The inaugural Hear Here Festival at Keshet Center for the Arts gave its single performance on June 1, bringing together the collaborators to show their final works to a large, appreciative audience.

Collaborators were chosen from among applicants for this two-week round of collaboration among dance artists, poets and musicians who had never met before this process, and whose rehearsal sessions were open to the public. The culminating events were the performances of these original works, fresh from the studio.

We were treated to “Prescription,” combining dance, poetry and ambient music, and starring a white balloon. “Love De-Constructed” was poetry and a dance that became a heated conversation between lovers. With suspended silks and a musical trio, “Hold and Seek” was a moving piece on motherhood and migration. All three pieces were professionally presented by their creators (and friends) in full production.

The helium-inflated white balloon of “Prescription” miraculously survived although it, too, danced and was danced with. Clever and evocative choreography and dancing by Sonia Bologa told the story of a woman who has perhaps lost her way, and is led back by her younger self (Lauren Coons). Bologa and Coons collaborated with Sabine Shannon on music and poetry. Some of the music was more sound effect than tune, such as the cunning use of an accordion to sound like an empty breeze.

Choreographed and danced by Alicia C. Dellimore, “Love De-Constructed” began with a poem by her collaborator Manny González, former Albuquerque poet laureate, called “I know this.” “I love you,” he repeated, sometimes beseeching, sometimes angry. Dellimore takes him to task by asking him to explain that love in the face of her remonstrations. Dellimore’s powerful dance was rendered exquisite by the counterpoint of shouts and pleas between the lovers. Two more poems by González—“I Am Lonely” and “One Love”—took us through the truths of this relationship and showed us that love can mean many things. González’s passionate delivery matched Dellimore’s ardent perfection. I want to see more by these two, together.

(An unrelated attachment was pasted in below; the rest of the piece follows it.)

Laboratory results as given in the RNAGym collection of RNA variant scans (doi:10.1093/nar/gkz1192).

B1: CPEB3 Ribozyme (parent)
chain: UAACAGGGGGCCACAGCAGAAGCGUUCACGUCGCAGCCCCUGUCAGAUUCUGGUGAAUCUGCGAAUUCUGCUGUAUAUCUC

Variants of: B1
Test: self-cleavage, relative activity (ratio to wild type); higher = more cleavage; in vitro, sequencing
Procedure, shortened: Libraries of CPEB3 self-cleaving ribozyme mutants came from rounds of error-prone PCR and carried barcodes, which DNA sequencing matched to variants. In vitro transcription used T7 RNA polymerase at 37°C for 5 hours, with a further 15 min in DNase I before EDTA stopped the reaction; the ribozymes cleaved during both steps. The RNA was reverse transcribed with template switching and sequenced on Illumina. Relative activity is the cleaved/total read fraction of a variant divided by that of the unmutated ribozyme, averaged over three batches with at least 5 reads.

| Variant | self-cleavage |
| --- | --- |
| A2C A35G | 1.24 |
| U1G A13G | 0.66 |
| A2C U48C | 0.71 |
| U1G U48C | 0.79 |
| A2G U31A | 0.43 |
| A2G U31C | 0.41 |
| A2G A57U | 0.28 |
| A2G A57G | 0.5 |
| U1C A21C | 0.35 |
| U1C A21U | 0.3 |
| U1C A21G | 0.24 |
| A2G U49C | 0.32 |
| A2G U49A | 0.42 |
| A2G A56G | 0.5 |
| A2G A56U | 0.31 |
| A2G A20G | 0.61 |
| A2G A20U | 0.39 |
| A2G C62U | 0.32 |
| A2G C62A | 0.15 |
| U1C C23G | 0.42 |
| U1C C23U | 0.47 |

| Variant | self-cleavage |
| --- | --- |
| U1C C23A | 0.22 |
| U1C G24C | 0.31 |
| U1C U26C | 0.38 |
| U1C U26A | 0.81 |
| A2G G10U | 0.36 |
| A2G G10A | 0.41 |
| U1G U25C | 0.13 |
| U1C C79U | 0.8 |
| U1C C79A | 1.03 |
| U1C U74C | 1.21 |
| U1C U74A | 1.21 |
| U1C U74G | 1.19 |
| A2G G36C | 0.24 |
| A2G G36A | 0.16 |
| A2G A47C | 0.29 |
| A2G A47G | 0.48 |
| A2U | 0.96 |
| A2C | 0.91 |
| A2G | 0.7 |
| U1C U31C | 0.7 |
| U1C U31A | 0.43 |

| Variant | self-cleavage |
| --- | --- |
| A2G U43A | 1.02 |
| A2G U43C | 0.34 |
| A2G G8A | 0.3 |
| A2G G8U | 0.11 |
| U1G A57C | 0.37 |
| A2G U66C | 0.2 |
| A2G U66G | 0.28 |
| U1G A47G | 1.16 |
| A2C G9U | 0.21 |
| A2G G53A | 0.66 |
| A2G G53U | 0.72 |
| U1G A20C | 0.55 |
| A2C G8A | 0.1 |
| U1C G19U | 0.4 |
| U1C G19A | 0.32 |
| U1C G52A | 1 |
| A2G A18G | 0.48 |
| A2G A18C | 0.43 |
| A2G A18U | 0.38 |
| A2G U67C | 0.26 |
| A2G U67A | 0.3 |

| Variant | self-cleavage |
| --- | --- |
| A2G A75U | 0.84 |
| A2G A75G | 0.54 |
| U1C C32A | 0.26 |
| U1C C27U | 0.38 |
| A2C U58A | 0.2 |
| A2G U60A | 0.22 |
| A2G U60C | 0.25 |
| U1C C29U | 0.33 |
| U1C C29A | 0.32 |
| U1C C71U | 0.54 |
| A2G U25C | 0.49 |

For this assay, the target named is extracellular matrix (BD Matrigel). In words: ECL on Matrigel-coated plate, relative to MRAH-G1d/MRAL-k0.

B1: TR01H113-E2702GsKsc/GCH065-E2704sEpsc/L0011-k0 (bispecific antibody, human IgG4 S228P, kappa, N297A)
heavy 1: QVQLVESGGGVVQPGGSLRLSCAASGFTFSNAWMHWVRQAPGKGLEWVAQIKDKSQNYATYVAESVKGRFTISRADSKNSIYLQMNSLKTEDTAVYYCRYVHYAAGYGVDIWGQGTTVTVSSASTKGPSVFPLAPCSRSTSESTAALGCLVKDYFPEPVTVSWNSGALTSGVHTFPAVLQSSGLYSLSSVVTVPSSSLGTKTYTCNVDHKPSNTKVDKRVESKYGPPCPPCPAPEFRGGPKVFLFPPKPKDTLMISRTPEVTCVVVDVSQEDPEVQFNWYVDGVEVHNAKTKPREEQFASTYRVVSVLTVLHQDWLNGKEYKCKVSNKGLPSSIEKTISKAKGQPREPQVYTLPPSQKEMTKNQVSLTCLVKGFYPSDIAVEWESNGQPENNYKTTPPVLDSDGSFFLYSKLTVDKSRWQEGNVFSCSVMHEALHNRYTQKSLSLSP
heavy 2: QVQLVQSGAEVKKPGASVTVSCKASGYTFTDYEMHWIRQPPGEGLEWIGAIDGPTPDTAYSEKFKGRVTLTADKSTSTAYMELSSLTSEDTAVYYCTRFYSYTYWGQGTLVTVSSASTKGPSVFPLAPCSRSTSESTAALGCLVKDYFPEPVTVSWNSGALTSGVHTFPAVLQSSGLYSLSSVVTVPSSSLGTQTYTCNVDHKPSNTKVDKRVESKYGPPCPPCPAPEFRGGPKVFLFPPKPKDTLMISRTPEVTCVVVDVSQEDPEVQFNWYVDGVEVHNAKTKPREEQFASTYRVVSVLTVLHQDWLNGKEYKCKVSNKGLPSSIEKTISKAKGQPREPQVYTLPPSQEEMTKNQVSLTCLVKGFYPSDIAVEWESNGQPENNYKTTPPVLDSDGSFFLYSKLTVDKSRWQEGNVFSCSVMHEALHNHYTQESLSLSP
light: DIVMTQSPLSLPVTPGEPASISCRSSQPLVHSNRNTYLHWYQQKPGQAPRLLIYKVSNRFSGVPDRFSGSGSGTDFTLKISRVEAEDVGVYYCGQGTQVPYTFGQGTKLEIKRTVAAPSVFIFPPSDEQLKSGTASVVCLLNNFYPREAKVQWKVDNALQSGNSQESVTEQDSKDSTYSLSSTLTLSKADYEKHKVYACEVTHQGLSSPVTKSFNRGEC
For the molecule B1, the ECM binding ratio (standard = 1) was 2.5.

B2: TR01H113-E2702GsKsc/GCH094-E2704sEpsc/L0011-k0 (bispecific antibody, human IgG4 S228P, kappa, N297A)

Romy Keegan choreographed and danced (with Maya-Rae Montana and Gigi Townsend) her work “Hold and Seek.” On the surface, this is a mother-and-daughter story as depicted by Keegan and Montana, but its creator’s notes instruct us to think of it in terms of the vulnerability of migrant families. From that point of view, the piece is even more poignant, especially when mother and daughter are separated. Composer Elizabeth Capra created the music for “Hold and Seek” and performs it on piano accompanied by Elias McEntire (violin) and Keely Mackey (cello). Keegan’s dancing is expansive and lovely, and well supported by Montana and Townsend. When the suspended silks were employed by the nimble Montana, you could have heard a pin drop in the large auditorium.

Collaborators in the Hear Here Festival, along with a $1,000 stipend, receive 12 months of business development support from the Keshet Ideas + Innovation Community. Funding was supplemented by the City of Albuquerque Cultural Services Department and Economic Development Department.

Look for our interviews with the collaborators about how they created the works at on Monday, June 10.

—Stephanie Hainsfurther publishes

Photos by Pat Berrett.